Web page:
As such, many Laotians have become dismayed at the government’s perceived incompetence this year. Could nationwide protests engulf the country in a similar vein to that of Sri Lanka? “What is more likely to happen, if the LPRP [Lao People’s Revolutionary Party] were to try and appease the public to buy time until the economic crisis wanes, is to sacrifice some top-level officials, ministers or even Prime Minister Phankham Viphavanh,” according to Harrison Cheng, an associate director at Control Risks, who spoke to Bloomberg in mid-June. “The question is whether the LPRP can beat the clock, given the severe debt crisis and no clear end to rising inflation.”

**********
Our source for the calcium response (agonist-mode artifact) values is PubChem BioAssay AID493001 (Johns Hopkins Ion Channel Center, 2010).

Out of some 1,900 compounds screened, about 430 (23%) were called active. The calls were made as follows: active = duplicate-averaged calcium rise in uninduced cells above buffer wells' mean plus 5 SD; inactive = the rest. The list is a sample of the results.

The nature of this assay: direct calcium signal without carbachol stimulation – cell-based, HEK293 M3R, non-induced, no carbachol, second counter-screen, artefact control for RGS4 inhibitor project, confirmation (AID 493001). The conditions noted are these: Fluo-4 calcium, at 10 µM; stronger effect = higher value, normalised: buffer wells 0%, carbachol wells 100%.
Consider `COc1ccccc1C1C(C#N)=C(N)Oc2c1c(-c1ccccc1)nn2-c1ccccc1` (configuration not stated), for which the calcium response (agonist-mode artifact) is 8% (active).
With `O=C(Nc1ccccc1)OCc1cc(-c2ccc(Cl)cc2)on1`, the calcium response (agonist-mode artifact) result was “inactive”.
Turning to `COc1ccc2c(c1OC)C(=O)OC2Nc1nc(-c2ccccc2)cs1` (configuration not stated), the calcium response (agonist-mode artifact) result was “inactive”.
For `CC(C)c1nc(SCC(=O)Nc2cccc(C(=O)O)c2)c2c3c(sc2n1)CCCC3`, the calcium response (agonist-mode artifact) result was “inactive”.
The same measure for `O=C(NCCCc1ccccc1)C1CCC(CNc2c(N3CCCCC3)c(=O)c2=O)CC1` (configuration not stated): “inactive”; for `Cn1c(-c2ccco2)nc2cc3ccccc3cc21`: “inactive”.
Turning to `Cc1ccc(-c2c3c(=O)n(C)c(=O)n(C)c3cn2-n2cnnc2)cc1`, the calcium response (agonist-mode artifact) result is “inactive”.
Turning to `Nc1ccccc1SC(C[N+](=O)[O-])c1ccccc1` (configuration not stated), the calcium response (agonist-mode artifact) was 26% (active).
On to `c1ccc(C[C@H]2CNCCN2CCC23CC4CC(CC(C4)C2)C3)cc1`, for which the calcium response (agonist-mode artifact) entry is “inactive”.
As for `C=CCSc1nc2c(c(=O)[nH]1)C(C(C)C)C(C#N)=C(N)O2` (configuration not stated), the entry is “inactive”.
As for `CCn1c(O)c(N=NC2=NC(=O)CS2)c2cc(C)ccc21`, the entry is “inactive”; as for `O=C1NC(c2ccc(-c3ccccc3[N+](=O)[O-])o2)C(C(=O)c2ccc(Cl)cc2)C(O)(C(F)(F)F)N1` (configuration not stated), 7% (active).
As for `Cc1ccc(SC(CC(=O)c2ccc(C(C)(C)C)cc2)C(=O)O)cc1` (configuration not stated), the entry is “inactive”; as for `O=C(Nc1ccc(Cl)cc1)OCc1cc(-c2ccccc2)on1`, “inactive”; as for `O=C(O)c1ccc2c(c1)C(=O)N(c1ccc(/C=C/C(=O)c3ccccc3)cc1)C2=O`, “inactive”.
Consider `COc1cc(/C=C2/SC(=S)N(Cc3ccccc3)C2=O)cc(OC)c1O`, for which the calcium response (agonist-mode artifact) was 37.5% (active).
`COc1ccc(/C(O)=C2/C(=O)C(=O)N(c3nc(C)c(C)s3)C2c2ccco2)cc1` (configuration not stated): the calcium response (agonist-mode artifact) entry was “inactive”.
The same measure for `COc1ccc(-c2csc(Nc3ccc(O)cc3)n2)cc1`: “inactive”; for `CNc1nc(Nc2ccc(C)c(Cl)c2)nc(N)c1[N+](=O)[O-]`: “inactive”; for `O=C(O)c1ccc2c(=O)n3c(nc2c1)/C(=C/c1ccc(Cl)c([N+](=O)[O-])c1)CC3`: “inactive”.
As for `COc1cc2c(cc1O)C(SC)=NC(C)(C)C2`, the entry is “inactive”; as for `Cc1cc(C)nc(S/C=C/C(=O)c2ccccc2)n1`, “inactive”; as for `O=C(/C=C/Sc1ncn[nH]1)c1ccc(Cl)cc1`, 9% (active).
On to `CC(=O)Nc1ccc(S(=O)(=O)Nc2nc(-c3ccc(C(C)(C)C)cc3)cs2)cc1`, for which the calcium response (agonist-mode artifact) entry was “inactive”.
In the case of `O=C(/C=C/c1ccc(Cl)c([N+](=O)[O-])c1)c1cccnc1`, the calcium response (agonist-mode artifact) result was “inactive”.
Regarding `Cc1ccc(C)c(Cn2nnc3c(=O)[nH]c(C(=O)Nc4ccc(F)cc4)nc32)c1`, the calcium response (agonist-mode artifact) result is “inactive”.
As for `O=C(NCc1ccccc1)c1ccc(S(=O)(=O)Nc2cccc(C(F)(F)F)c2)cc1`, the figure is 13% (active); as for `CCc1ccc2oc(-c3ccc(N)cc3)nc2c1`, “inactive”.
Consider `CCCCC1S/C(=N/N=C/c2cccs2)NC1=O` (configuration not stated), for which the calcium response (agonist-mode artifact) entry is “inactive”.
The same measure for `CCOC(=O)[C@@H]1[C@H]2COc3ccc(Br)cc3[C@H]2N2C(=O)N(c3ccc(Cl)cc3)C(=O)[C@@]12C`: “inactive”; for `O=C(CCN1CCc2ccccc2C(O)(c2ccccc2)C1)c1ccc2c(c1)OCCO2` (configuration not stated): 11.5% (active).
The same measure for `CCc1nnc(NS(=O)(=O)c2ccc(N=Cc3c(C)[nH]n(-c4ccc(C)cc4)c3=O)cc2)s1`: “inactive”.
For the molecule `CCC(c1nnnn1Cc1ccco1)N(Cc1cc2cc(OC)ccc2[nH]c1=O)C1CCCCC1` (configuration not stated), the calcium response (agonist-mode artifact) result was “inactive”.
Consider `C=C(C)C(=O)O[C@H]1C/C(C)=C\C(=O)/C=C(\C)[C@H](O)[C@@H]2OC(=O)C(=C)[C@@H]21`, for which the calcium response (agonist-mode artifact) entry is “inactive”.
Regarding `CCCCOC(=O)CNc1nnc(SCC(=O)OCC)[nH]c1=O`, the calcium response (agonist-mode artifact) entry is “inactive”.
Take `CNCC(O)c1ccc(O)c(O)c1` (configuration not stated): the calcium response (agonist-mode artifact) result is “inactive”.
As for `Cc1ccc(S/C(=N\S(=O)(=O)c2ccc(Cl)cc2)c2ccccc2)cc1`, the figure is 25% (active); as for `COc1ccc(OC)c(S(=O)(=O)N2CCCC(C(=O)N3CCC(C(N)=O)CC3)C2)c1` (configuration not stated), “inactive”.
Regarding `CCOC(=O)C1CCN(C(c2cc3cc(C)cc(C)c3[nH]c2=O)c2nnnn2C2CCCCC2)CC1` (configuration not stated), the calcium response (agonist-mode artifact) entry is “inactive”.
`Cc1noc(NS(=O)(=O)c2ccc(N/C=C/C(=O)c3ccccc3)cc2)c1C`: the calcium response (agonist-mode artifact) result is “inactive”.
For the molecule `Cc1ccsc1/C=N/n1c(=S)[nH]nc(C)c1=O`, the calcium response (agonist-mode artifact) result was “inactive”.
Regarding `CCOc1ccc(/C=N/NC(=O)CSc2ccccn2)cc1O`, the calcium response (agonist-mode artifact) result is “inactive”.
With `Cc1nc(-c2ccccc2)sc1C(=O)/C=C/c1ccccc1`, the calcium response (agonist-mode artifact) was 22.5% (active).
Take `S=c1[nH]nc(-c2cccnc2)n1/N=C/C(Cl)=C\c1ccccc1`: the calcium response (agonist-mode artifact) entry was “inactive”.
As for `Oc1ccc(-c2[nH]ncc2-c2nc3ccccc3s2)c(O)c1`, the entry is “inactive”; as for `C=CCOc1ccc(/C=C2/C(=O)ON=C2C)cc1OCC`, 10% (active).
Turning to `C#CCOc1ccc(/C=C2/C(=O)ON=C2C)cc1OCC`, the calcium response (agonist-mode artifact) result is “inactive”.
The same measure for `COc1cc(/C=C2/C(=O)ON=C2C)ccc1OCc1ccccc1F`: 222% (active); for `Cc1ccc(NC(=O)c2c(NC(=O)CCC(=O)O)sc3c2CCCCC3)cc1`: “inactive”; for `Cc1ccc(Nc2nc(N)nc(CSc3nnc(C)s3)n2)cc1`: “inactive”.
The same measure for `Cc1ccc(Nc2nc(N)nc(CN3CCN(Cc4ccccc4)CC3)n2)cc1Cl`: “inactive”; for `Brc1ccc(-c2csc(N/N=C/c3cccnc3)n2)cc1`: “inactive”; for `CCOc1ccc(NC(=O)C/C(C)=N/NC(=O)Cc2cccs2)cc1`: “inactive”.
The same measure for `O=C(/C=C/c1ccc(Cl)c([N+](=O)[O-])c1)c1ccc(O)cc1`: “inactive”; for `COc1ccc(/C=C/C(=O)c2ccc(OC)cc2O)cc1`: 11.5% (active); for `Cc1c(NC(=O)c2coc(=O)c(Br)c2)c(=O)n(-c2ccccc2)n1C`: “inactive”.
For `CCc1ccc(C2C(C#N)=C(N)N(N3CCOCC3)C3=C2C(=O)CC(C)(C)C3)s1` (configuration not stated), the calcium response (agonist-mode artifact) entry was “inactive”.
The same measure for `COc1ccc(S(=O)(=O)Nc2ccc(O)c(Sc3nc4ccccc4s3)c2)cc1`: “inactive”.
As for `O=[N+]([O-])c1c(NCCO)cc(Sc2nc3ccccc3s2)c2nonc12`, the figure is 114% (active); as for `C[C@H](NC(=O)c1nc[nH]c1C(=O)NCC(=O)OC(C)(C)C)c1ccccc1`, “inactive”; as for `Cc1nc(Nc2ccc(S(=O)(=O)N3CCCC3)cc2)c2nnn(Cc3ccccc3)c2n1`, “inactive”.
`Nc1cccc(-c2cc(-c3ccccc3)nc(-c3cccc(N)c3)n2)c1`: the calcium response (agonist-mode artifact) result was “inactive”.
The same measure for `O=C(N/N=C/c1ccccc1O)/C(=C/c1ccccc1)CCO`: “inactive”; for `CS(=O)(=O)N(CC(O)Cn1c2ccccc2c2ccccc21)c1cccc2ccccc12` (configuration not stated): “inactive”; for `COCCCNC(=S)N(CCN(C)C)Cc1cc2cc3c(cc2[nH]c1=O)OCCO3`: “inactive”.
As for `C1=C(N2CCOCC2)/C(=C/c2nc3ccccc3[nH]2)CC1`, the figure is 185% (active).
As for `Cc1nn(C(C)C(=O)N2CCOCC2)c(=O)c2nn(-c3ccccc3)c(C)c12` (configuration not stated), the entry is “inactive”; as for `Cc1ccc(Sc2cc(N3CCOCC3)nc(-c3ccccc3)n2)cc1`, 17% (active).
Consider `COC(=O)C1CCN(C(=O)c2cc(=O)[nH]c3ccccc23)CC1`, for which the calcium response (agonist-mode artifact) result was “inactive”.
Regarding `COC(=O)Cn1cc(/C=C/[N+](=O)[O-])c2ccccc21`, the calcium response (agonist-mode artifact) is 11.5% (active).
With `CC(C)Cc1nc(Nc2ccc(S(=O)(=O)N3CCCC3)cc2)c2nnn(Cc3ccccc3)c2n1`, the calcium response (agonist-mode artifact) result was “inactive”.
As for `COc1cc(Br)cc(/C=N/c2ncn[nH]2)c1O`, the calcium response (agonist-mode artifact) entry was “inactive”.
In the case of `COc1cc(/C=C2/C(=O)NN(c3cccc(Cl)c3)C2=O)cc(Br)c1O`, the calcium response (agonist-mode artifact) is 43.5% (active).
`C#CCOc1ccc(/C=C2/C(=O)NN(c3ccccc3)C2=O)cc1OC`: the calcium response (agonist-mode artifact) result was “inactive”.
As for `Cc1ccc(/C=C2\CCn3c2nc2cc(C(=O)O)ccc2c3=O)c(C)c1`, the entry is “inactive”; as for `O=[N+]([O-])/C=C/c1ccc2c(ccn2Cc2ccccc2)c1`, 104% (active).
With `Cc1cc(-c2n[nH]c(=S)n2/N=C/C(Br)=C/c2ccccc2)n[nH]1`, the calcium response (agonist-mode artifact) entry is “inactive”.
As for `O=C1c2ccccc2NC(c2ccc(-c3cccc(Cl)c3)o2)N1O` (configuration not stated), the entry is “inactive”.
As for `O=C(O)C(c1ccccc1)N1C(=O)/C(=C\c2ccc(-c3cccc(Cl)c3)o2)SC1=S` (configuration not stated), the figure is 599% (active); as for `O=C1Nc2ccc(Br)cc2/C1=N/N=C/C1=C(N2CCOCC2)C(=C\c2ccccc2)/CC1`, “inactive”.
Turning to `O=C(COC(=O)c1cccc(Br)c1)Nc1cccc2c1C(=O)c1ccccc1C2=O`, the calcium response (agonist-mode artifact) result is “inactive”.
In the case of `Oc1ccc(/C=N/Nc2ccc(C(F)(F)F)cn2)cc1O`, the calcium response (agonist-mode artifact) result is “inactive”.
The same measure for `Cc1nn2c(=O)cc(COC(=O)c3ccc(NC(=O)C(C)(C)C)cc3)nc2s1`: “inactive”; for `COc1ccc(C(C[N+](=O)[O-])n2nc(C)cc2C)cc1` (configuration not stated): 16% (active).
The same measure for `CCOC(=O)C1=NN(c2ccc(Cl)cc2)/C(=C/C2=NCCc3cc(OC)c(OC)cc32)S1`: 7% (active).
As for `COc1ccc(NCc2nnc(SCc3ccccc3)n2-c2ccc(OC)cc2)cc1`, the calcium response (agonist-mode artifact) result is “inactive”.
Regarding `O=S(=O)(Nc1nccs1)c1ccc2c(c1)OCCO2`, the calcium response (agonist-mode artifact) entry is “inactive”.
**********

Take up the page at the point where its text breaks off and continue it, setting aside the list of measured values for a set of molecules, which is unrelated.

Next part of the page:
Indeed, soon after, the prime minister reshuffled certain government positions, with incumbent chiefs at the central bank and the Ministry of Industry and Commerce replaced and sent to take up positions as ministers in the Prime Minister’s Office instead. Phankham has also assembled a new task force to address the economic problems plaguing Lao citizens. And according to local reports, Laos’ central bank adopted a policy of strict currency controls in an attempt to stabilise the kip, with money changers being prohibited from engaging in foreign-exchange trading with organisations and companies. “Currency exchange units will only be allowed to change money for individuals and tourists, up to a maximum 15 million kip per person per day,” the now-former governor of the Bank of the Lao PDR, Sonexay Sitphaxay, confirmed. “This means that companies and other legal entities must sell and buy foreign currencies at commercial banks.”